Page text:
6 At-Home Shingles Remedies



Although it might seem like a nice, hot bath would help with nerve pain, in the case of shingles, your best bet is a cool soak in the tub. It’s not only soothing to the blisters, but also offers a prime chance to keep the rash clean, which will encourage better healing. While most topical products for shingles have a restriction on the number of uses per day, baths are an unlimited tool for remedying itchy, painful skin caused by shingles. Taking a cool bath with starch in it will also help dry out the blisters, sooth your skin, and relieve itching. Epsom salt is another soothing ingredient for bath time.


An oatmeal bath is a soothing, drying option as well. There are several packaged options for oatmeal baths, or you can make your own. Do not use pre-flavored oatmeal, as the sugar and flavoring will likely irritate your skin further. Opt for a large package of plain rolled oats, and grind them down to a powder. Combine the powder with warm water to create a smooth, milk-colored bath. As a bonus, any leftover dust can be used to sprinkle over shingles blisters to help keep them dry and prevent them from sticking to clothes or bed sheets. 

Did you know...

  • Have you ever told your husband something and he promptly forgets it? It's not his fault, actually. It really is because he's a man. The hippocampus (the part of the brain that deals with memory) begins to shrink with age faster in men than it does in women. That's why you can remember everything, and he can't!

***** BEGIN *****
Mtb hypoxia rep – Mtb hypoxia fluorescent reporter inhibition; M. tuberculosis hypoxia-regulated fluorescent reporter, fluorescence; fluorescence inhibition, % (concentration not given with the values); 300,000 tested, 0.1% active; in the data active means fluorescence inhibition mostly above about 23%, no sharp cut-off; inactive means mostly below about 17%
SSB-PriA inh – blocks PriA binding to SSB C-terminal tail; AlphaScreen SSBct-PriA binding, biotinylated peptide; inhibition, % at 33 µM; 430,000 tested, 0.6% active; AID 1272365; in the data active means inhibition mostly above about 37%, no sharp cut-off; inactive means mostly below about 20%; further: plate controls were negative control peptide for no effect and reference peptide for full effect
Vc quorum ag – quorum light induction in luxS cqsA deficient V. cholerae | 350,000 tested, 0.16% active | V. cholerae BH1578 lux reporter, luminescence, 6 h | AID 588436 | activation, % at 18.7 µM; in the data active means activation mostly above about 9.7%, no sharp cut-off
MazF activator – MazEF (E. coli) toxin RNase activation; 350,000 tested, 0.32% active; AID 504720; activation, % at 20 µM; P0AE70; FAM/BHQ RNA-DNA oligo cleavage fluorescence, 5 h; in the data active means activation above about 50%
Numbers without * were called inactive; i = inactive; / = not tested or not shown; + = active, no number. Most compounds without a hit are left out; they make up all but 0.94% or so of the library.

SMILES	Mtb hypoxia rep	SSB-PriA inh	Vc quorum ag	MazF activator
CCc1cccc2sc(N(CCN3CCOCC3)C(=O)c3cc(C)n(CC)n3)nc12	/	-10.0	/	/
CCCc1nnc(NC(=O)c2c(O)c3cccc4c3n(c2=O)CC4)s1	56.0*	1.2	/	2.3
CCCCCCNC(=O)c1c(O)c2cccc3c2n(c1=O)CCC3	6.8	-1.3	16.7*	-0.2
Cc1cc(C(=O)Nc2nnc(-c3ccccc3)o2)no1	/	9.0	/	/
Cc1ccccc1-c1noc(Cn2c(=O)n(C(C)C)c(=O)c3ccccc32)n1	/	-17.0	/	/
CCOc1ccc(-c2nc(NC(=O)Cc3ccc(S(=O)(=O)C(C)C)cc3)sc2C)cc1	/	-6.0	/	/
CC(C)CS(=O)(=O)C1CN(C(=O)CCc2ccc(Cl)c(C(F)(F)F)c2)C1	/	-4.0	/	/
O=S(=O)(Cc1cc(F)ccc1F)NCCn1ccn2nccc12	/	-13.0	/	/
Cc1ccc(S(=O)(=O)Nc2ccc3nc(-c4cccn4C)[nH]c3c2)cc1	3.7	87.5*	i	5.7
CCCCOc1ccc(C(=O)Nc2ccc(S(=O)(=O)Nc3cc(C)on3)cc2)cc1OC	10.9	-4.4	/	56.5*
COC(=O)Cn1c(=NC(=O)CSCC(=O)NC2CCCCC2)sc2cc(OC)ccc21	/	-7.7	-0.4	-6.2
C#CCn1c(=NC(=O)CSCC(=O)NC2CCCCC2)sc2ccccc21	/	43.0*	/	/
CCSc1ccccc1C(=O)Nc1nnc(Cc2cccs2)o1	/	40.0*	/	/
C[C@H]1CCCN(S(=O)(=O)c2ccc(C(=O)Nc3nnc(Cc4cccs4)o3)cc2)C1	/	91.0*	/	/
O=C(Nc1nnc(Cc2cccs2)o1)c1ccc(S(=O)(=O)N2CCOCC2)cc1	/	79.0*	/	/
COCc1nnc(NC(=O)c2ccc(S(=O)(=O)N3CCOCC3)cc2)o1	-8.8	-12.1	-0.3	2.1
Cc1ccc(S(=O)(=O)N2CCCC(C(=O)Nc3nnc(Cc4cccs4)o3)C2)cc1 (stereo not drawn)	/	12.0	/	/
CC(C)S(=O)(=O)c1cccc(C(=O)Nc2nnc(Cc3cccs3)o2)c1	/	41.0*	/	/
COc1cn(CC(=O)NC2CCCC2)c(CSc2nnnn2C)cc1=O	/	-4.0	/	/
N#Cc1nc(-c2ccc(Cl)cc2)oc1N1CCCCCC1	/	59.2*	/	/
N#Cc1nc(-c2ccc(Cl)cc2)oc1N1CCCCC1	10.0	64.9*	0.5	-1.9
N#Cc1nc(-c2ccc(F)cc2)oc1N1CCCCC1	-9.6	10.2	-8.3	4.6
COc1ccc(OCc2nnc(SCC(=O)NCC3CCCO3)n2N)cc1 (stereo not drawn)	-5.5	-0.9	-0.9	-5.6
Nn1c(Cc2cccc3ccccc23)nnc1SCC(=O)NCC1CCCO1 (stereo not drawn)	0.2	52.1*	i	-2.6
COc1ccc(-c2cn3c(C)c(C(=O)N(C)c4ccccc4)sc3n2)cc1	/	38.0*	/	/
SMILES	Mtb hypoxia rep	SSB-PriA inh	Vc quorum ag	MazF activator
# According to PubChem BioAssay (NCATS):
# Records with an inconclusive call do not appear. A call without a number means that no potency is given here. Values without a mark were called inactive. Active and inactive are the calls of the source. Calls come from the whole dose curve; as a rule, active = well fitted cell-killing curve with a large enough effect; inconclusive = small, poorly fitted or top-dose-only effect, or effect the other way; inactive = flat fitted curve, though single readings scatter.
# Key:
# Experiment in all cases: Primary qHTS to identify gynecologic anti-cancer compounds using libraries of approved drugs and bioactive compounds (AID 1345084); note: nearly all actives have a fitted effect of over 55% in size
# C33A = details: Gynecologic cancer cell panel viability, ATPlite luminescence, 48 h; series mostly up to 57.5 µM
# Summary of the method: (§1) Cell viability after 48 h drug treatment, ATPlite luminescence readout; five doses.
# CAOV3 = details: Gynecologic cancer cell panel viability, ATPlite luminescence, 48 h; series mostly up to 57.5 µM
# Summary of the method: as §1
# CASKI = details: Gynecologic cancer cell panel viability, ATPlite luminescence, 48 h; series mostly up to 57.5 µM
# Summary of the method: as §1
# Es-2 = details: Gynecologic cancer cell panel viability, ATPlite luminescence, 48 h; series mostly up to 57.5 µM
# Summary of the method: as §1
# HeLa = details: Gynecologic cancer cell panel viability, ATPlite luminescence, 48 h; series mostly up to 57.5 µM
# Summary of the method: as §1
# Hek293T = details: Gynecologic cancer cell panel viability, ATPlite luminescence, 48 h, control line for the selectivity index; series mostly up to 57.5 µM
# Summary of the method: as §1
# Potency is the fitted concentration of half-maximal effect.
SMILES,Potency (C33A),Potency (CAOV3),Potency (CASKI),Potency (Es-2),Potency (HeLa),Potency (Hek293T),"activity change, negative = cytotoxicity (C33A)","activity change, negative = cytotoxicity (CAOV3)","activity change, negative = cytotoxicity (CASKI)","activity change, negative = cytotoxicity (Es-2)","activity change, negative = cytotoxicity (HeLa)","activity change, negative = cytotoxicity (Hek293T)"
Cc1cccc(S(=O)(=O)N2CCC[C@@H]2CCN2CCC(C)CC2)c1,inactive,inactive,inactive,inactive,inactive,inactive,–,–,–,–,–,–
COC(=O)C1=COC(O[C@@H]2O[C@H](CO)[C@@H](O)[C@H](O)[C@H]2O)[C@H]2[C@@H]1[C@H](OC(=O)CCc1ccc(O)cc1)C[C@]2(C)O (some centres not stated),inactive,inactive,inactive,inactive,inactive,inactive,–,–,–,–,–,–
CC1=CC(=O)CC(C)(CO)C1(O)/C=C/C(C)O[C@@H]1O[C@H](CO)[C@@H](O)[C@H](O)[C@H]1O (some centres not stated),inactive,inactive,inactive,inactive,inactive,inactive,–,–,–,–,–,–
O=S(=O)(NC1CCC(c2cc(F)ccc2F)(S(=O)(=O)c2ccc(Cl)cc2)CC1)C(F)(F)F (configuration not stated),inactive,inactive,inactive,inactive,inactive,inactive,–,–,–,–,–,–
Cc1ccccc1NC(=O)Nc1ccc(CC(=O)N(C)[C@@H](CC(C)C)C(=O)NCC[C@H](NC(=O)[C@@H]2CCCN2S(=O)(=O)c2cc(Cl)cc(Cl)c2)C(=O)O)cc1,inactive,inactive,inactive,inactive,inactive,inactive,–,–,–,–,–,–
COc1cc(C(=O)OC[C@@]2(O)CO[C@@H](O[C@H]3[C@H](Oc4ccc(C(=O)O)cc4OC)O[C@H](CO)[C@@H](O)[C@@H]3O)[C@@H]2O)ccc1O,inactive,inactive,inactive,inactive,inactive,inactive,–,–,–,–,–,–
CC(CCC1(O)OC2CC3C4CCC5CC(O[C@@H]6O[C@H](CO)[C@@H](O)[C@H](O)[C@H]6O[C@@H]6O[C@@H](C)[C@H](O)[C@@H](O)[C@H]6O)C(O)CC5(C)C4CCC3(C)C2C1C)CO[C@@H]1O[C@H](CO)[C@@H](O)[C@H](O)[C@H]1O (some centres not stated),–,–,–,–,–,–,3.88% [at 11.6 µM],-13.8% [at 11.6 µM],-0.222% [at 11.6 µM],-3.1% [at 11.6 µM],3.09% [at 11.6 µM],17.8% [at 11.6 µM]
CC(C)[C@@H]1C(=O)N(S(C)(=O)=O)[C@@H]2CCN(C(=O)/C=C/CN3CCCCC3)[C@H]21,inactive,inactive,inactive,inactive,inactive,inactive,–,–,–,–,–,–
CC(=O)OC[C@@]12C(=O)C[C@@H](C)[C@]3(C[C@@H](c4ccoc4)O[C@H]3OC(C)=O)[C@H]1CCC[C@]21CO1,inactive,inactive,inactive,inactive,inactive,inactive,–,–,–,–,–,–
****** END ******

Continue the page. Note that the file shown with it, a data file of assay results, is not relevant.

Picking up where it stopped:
• Starting to feel claustrophobic? The smells of apples may help keep your claustrophobic feelings at bay according to a 1995 study by Dr. Alan Hirsch. Green apples, specifically, helped people change their perception of their space. Maybe they thought of expansive apple orchards? Cucumbers and barbecue made the feelings worse.
  • Just saying the words "thank you" can measurably improve your mood. Researchers can actually measure happiness and changes in brain structure when people practiced regular "grateful thinking." This included things like writing thank you notes, writing gratitude journal entries, mindfully counting their blessings, and thanking friends. It may be helpful in overcoming depression!
  • A hearty laugh is good for the heart. Laughing can increase blood flow by 20%. Additionally, looking on the bright side can help you live longer. Studies have shown that a more optimistic outlook is linked to a healthier heart, lower blood pressure, and a lower risk for coronary artery disease.
  • Do you know what the strongest muscle in your body is? No, it’s not your biceps or your thighs. It’s actually in your head. The masseter is a muscle in the jaw that is used when chewing. When all of the muscles of the jaw work together, they can exert a force as strong as 200 pounds on the molars. That’s some serious pressure.